April 13th, 2011 at 3:21 PM ^

Yeah, that is a 180 from the way he treated RR.

But I have this question:  Why is Braylon the only former Wolverine in on these discussions?  What about AC, David Terrell, Alexander, MCMurtry, etc?  They don't get a say in the #1?


IMO:  It was Anthony Carter that started this modern era #1 phenom among the WRs at UM.  He should get the final say.

Section 1

April 13th, 2011 at 3:51 PM ^

In fact, Mike Martin is the current recipient of the Braylon Edwards Foundation Scholarship for Football.  It takes about $500,000 to $1m to endow the thing; all credit and honor to Braylon and the Foundation for having done that.

This does represent a new and slightly improved public-Braylon.

But just a couple of days ago, it was the same old shit, including that unholy alliance of bad-Braylon and Mark Snyder of the Free Press, in yet another opaque, inexplicable, incoherent attack on Rich Rodriguez:

Braylon Edwards, Michigan's all-time leading receiver, says he feels comfortable around the football program again, now that Brady Hoke is coach.

Edwards dropped by Schembechler Hall last weekend and was greeted warmly by Hoke, who spent an hour reminiscing.

"When you leave somewhere, and you've played and given your all -- you don't have to be an All-American -- you want to feel welcome. You want to go back and feel welcome," Edwards said today, in advance of his charity basketball game Friday at Ann Arbor Pioneer, benefiting Mott Children's Hospital and his foundation. "You don't want to feel like it's tight security or ... you can't show your mom around or your cousin who flew in from Beijing. You just want to feel that open vibe, and that's what it's beginning to be again. We're always family."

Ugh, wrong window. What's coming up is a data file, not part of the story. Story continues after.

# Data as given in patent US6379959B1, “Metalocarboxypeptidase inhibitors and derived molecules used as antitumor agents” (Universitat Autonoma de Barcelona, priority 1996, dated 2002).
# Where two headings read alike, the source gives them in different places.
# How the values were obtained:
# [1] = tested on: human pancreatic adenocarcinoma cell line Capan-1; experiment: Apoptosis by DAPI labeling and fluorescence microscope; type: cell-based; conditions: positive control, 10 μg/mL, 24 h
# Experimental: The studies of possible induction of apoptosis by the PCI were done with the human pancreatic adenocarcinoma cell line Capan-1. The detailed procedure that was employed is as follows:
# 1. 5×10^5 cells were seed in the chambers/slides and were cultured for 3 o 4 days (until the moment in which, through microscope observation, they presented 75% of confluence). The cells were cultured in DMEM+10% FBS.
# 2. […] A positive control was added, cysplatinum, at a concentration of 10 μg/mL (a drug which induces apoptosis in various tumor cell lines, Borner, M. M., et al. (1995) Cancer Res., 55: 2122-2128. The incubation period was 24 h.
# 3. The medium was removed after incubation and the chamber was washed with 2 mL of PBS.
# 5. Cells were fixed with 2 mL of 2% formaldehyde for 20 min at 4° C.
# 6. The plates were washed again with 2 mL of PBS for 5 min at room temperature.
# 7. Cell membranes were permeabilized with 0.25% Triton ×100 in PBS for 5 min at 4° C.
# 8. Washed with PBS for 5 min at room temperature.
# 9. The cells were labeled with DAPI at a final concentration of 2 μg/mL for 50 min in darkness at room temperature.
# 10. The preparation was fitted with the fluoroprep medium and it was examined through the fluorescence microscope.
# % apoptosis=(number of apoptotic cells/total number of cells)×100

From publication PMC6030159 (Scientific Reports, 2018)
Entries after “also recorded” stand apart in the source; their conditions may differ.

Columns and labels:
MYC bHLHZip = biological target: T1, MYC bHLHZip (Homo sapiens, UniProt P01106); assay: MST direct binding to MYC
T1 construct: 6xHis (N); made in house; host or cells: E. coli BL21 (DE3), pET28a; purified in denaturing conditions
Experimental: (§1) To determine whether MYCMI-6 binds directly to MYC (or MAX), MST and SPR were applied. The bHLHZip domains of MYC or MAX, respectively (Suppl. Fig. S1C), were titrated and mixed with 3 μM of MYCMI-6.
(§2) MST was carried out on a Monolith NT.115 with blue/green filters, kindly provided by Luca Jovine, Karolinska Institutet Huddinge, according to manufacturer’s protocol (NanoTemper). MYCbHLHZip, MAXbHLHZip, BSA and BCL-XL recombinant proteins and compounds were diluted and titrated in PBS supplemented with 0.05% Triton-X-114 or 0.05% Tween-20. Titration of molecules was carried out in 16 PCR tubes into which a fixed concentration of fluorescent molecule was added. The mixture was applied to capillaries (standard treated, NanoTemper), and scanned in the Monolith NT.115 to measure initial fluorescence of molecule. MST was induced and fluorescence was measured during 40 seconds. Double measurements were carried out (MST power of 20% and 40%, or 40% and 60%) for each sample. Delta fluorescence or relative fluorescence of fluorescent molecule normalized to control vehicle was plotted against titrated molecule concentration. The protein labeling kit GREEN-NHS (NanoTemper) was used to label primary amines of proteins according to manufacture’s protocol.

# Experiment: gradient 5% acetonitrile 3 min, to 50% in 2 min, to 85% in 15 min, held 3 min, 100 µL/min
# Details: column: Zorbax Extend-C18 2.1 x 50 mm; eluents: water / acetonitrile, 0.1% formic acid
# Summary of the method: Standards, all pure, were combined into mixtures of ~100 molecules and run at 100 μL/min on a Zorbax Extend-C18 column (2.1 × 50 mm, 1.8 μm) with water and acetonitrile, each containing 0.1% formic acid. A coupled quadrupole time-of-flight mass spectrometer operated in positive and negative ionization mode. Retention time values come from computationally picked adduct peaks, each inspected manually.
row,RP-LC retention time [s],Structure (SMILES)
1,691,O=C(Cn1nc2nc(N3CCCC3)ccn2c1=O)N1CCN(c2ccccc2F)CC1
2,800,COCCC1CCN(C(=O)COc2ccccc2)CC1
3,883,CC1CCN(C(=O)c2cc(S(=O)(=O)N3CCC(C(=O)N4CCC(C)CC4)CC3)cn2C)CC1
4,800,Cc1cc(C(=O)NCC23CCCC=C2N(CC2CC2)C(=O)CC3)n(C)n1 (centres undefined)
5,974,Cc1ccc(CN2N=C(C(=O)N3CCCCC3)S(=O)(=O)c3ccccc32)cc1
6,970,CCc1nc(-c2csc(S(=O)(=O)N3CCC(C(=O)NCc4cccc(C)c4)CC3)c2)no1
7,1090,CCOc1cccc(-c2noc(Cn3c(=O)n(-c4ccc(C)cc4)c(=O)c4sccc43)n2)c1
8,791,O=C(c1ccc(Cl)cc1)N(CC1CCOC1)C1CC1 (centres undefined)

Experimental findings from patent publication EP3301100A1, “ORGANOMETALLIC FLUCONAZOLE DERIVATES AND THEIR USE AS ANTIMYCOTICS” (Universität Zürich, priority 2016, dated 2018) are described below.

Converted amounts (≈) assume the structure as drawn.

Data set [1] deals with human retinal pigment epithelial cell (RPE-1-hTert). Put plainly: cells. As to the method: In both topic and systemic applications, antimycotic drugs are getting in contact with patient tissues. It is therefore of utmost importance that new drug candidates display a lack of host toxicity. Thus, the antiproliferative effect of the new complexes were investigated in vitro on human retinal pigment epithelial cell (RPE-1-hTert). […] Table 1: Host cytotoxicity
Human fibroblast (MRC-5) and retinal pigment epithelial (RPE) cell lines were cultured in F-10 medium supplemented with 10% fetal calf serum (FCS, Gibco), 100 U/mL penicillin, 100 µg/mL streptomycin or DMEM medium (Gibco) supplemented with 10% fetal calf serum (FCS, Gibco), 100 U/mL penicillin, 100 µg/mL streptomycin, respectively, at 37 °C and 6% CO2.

"I'm excited about the direction he's taking," Edwards said. "His awareness of the O-State game, the Michigan State game, the traditions, what Michigan football is. Not even that, the Big Ten and how Big Ten football is supposed to be played. So I'm pretty excited about what he's doing. I know our program will turn around soon.

"I shied away from going to Michigan the last three or four years. To go up there and get back in the groove with Brady feels good."


Braylon could (and surely should) say nothing about Rich Rodriguez's tenure at Michigan, and simply bask in his deserved adulation as a brilliant pass-catcher and a major donor to the University's Athletic Department (thanks to his NFL income) and Mott Children's Hospital (thanks to the good influence on Braylon by Coach Lloyd Carr).

For the umpteenth time, a tip to all current and former Wolverine athetic heroes:  Don't talk to anyone at the Detroit Free Press.

Section 1

April 13th, 2011 at 4:45 PM ^

There are a dozen or more endowed football scholarships.  The Athletic Department pays -- in full -- the University (College of LS&A, or whatever) for the student-athlete's tuition, room and board, etc.